The Afghan public is losing patience with attacks launched from Pakistan, President Hamid Karzai told Pakistan's foreign minister.

"The Afghan people are suffering from terrorist violence on a daily basis, and the patience of our people to continue to bear this situation is running thin," Karzai said in a statement Thursday, following Pakistan Foreign Minister Khursheed Kasuri's visit to the Afghan capital.

Karzai also warned that instability in Afghanistan would have ramifications for its neighbor.

"In the same way that Afghans cannot imagine a stable, peaceful and prosperous Afghanistan without a peaceful and stable Pakistan, it is also impossible for Pakistan to have peace and stability without a peaceful and stable Afghanistan," he said.

Kasuri said that by blaming each other, the two countries cannot solve their problems.

"We feel hurt when accusations are leveled against the government of Pakistan if there are acts of terrorism in Afghanistan," Kasuri told reporters Friday. "By blaming each other, we will not make headway. Therefore it is necessary to build trust between our two countries," he said.

Relations between the two Muslim nations have been badly strained by Afghan contentions that Pakistan has been giving sanctuary to Taliban militants, contributing to a surge in the Afghan insurgency this year that has killed nearly 4,000 people, mostly militants slain in fighting between Afghan and Western forces.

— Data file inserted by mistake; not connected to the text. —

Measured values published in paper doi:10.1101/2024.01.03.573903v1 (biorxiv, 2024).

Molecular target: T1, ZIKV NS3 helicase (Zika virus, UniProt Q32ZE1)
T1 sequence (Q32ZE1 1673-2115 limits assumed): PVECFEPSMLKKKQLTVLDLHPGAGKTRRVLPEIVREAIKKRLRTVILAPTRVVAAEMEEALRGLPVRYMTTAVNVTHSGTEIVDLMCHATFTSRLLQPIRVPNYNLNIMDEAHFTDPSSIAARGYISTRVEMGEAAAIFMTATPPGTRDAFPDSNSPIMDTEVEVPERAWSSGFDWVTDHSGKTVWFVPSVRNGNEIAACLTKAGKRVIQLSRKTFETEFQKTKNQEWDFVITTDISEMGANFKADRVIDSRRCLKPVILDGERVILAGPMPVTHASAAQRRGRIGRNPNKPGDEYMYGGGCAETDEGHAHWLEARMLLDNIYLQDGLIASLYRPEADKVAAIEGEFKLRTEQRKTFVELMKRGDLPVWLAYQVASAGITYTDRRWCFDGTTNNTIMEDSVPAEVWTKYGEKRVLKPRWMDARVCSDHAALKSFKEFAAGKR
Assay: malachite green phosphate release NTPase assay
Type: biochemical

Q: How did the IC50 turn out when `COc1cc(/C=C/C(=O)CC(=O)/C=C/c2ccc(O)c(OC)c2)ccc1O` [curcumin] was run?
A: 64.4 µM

Pakistan, a former backer of the Taliban government ousted by U.S.-led forces in 2001, denies that its intelligence agencies still give tacit support to the militants. It says it is doing all it can to patrol the border, which is populated on both sides by Pashtun tribes from which the Taliban draws its support.

Pakistani officials blame the instability in southern and eastern Afghanistan on a failure by Afghan and international forces to bring security and development to the lawless region and public dissatisfaction with Karzai's government.

During Kasuri's two-day visit, Afghan and Pakistani officials also discussed proposed tribal councils, or jirgas, aimed at countering the Taliban influence in the region.